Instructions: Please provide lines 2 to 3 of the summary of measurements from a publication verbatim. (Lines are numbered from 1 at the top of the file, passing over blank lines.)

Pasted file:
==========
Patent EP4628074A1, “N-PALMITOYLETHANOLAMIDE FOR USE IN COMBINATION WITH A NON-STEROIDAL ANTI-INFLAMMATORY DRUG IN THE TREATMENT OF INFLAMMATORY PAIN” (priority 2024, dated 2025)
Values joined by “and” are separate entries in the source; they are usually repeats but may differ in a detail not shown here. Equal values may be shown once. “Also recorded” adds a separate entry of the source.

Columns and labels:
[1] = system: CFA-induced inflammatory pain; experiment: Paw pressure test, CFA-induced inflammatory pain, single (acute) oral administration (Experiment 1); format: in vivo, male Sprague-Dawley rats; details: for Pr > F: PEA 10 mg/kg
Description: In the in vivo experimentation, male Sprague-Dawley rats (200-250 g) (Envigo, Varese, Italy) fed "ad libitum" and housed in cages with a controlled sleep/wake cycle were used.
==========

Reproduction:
Values joined by “and” are separate entries in the source; they are usually repeats but may differ in a detail not shown here. Equal values may be shown once. “Also recorded” adds a separate entry of the source.

Columns and labels: